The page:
As suburbs have spread and the housing costs close to job centers have become prohibitive, many low-income communities have paid the price in individual transportation costs. Many low-income communities are geographically isolated and lack access to public transportation.

The ACEEE report states, “As a result, household transportation costs as a percentage of total income are higher than average for these communities as personal vehicles become the only option for travel (Pew Charitable Trusts 2016).” States can leverage policy to ensure equitable access to public transportation in a number of ways. In 2012, Washington provided grants to public transit agencies to preserve transit service in the state. A Californian program provides funding to incentivize the creation of low-income housing near transit facilities.

Although California, Massachusetts and New York are the clear leaders in transportation, many states are upping their transportation game. Twenty-four states have statutes in place that provide sustainable funding sources for transit-related capital and/or operating expenses. While there is much to be done on a state level, real improvement and foresight is beginning to make inroads across the country.

To learn more about where the transportation industry is headed, schedule a meeting with a Franklin Energy expert today!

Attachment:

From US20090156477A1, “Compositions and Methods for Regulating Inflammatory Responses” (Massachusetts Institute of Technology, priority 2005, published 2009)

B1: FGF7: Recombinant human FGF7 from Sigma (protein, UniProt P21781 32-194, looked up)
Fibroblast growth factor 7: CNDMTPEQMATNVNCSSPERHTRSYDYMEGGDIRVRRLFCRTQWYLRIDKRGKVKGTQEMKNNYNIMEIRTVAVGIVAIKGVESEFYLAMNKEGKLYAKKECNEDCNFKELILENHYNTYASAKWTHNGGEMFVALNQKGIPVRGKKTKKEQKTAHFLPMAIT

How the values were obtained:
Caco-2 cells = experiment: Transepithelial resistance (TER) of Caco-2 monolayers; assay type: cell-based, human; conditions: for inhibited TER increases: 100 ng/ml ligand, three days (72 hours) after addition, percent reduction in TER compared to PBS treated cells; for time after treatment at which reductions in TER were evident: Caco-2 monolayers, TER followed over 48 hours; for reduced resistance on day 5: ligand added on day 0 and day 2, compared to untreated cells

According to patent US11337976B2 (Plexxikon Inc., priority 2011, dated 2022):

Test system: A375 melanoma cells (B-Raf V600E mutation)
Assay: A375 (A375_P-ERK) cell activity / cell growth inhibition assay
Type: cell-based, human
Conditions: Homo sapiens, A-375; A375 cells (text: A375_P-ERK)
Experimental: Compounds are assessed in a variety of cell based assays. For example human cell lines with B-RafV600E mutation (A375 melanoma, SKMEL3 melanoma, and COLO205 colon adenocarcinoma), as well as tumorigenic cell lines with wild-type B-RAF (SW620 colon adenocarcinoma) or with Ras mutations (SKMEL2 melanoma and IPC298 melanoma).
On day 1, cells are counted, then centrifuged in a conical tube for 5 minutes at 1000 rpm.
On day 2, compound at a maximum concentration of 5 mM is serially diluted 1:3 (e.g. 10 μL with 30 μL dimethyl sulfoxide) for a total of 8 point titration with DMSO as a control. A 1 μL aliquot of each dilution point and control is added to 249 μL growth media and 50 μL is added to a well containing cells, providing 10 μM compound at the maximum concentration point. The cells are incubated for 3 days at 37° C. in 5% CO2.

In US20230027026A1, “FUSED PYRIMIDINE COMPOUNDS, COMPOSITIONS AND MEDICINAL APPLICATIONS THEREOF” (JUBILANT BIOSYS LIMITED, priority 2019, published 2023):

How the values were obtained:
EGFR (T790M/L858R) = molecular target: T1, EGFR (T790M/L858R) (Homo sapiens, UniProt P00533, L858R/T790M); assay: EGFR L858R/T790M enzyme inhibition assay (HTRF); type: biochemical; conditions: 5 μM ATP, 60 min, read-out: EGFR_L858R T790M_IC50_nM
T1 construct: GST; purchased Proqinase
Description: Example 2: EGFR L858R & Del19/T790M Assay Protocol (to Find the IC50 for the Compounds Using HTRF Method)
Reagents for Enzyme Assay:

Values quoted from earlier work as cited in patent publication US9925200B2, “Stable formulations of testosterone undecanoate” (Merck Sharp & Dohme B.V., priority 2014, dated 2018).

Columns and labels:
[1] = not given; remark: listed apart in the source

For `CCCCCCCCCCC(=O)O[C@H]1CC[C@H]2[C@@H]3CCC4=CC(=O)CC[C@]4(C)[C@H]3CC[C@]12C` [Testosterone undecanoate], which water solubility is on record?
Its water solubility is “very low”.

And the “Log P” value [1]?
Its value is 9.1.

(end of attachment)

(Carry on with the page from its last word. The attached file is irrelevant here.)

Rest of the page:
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Greg Wassel
Written by Greg Wassel

Greg Wassel understands that grid optimization is key to our industry’s future. He is responsible for identifying new and innovative approaches to integrated demand side management programs, forging partnerships with industry-leading companies to enhance operations and developing new products and services for clients. Greg also leads our grid optimization product line and monitors demand response and other distributed resources program performance, ensuring quality every time. Greg supports our existing clients and business development teams by conducting regular best practice and innovation meetings to ensure that each client is kept up to date regarding the rapidly changing demand side management industry. He has a master’s degree in geography from the University of Georgia and is a certified energy manager (CEM).